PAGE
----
Discovering My Heritage

When I was a baby, strangers assumed that my mother was my nanny or babysitter. When walking down the street, there was a high chance that people passing by would assume that I was both born and raised in China. In fact, just last week, a customer at work asked me how long I had been in Canada because my accent was so good. As an intercountry adoptee from China, I came to Canada and became a Canadian citizen when I was 11 months old. I didn’t consider myself Chinese for a long time, and I wasn’t interested in exploring that aspect of my heritage until very recently.

Adopted Voice series

Focus on Adoption and AFABC have always sought to centre adoptee voices and perspectives, but the #FlipTheScript campaign (launched during Adoption Awareness Month in 2014) inspired us to launch a regular column called "Adopted Voice." The series ran from 2015 to 2016.

Diary of an Adoptive Mom series

Focus on Adoption magazine

Here are some of the articles from our long-running Diary of an Adoptive Mom series. This adoptive mother shares her experiences and secret thoughts of raising three children. This series ran from 2006 to 2010.

Note: Diary entries #1 to #7 are unavailable 

Colouring outside the lines

Focus on Adoption magazine

In recognition of BC Youth in Care Week, we asked a young adult adoptee to write about her journey to understand her identity.

Dear Self,

I know it’s been a while, and you’ve had a hard time lately. There’s a certain time every year when you feel the expanse of emptiness in your body a little more. That slow ache.

Fathers’ Day, shared: making room for newfound family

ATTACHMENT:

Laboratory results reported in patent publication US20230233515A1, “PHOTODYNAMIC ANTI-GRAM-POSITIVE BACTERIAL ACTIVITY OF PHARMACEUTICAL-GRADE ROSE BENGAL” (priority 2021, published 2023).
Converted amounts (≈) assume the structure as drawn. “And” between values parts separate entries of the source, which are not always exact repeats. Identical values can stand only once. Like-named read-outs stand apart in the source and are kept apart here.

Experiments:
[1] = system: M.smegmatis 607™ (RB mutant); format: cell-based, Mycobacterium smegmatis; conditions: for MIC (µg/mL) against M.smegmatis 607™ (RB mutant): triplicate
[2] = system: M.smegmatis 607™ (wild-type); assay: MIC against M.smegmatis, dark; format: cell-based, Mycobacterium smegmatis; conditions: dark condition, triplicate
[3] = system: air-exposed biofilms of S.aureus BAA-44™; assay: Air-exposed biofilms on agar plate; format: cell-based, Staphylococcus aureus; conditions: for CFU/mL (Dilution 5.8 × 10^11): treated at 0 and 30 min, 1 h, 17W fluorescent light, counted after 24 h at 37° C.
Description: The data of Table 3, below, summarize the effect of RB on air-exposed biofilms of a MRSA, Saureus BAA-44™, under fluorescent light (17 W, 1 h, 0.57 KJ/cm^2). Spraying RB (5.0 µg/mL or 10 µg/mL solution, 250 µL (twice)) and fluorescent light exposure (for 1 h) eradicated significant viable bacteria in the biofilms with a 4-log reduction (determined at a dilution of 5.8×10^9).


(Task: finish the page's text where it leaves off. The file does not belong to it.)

Focus on Adoption magazine

Janet was abandoned at birth outside a hospital in northern BC. In 2017, she found four half-siblings who were also abandoned as babies by the same mother. Through DNA testing, she learned the identity of her deceased biological mother and her biological father, Emil Weinreich. Janet met Emil for the first time just over a year ago. In this article, Janet reflects on how their shared love for her led her biological and adoptive fathers to become family to each other, too.

Adoption-friendly family trees

Focus on Adoption magazine
At some point, almost every child will have to tackle a family tree school project. Classic family tree assignments assume every kid comes from an intact biological family with one mom and one dad, which can leave adopted kids feeling confused, left out, and sad. These alternative family trees welcome kids from all families to celebrate their uniqueness.

Word on the street: Violet-Rose

Speak-Out Youth Newsletter #5

An interview with adult ally and youth in care advocate Violet-Rose Pharoah.

What inspires you to make art and be a part of art projects that focus on the experiences of foster care?

As someone who is naturally quiet and introverted, I find that art provides the opportunity for me to explore and express my feelings. My involvement with art projects focused on foster care stems from my own personal lived experience, as well as the belief that art is a powerful transformational tool in creating change.


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